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RO lawmakers pass bill that simplifies taxation of individual investors at BVB
The Chamber of Deputies, the decision-making forum, adopted on April 20 the legislative proposal to simplify the taxation of investors in the capital market, the Bucharest Stock Exchange announced.
The bill provides for withholding tax on capital gains for individual investors to be retained at source, with two tax levels, i.e. 1% for holdings over one year and 3% for holdings of less than one year, while losses won't be compensated. The obligation to calculate, withhold at source, declare and pay the tax will fall on the intermediaries and fund managers.
The law would enter into force on January 1, 2023, after being promulgated by the president of Romania and published in the Official Journal of Romania.
"We are happy with the support we receive from the Romanian State institutions in our efforts, our common goal being to develop the Romanian economy," said Radu Hanga, the president of the Bucharest Stock Exchange.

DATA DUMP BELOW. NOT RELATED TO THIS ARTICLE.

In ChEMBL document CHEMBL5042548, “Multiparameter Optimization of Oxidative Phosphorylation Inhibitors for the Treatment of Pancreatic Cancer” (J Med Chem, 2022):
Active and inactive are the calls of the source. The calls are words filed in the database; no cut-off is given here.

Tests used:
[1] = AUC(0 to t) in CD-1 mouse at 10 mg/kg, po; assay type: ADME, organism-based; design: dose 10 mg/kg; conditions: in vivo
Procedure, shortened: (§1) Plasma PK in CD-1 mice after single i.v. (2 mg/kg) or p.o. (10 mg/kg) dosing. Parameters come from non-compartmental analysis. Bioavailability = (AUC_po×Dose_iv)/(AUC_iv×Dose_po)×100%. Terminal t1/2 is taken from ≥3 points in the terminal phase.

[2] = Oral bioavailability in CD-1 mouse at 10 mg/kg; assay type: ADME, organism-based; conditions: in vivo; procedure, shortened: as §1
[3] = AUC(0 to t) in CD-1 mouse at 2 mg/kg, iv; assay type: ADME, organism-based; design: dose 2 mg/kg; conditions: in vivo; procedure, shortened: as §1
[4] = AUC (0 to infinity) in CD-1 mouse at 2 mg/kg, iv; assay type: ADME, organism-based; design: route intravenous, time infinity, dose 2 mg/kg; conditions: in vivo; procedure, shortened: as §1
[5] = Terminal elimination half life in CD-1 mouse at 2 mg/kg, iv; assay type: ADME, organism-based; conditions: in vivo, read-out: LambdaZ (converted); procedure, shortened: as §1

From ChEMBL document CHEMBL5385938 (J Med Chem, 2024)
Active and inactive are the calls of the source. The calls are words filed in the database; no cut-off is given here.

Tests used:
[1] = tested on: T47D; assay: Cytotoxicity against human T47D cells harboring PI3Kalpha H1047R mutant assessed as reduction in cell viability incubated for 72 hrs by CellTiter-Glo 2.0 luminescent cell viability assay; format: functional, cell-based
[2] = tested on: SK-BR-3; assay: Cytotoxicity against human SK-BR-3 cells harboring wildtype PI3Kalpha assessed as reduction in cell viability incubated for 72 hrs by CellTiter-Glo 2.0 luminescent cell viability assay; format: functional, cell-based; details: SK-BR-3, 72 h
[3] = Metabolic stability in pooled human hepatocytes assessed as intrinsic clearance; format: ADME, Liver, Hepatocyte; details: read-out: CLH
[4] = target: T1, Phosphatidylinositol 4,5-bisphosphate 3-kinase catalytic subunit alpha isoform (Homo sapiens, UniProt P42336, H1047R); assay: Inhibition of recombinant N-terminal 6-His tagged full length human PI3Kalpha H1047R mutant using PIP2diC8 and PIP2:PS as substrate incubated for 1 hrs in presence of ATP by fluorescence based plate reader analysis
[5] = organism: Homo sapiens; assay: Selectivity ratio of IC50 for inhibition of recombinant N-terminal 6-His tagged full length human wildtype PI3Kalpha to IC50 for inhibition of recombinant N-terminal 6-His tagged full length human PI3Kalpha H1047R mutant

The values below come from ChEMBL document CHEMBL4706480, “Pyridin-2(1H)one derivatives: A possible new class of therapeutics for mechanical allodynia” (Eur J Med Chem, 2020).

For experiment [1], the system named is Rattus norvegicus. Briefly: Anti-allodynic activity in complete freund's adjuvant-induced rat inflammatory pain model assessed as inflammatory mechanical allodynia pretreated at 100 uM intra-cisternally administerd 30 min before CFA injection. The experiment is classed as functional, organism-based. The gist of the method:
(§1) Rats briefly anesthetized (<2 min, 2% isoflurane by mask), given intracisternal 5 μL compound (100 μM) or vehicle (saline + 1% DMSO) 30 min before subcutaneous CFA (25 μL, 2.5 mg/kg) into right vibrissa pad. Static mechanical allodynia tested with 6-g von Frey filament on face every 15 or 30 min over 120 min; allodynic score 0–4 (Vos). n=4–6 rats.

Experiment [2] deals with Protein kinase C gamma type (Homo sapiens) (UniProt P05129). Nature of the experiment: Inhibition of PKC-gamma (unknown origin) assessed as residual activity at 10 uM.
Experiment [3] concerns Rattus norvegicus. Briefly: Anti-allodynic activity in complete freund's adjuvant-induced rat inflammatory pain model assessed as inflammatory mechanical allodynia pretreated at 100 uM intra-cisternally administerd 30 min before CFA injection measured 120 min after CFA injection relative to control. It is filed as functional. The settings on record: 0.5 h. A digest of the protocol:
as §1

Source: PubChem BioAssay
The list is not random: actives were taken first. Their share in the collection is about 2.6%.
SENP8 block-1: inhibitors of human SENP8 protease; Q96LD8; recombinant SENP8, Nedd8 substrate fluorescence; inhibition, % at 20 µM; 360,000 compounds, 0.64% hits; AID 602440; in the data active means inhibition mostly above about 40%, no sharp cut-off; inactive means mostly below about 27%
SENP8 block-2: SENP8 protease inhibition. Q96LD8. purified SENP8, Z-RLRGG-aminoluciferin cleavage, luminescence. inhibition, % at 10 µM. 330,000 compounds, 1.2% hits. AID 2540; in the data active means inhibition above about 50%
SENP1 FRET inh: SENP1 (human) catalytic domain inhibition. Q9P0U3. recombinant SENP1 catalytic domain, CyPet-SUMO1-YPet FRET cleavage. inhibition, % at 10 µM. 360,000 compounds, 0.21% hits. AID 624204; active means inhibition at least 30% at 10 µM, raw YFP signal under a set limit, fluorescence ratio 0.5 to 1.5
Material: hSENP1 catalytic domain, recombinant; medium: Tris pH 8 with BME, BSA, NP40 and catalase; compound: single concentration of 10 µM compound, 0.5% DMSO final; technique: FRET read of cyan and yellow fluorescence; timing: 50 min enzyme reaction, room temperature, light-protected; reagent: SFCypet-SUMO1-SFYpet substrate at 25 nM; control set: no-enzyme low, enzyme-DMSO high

"The law will make it much easier for potential investors to access the capital market. Because this is our goal: to encourage the population to be more present in the capital market and, thus, to facilitate the access of Romanian companies to financing," said Adrian Tanase, Bucharest Stock Exchange CEO.
But the law hasn't received unanimous approval. Why would individual investors at BVB receive facilities when others, such as the entrepreneurs or the investors in open-end funds don't, business lawyer Gabriel Biris wonders, Ziarul Financiar reported.
Individual investors placing their money in an equity fund will still have to fill in annual statements (when cashing units) and pay the 10% income tax on earnings, as well as social security contributions above a certain volume of capital gains.
Another question not outlined by Biris but equally relevant is what value-added generates, for the economy, the type of investors that benefit from this so-called simplification. Certainly, the beneficiaries of the law are not those placing their savings to diversify their incomes after retirement.
Finally, Biris points out to one provision of the new legislation that was insufficiently explained: the investors will no longer be allowed to deduct their losses from the profits registered. Still, they will pay the tax on the gross capital gain for each stock, which is going to make a big difference in a bearish or mixed market such as the one expected for the future.
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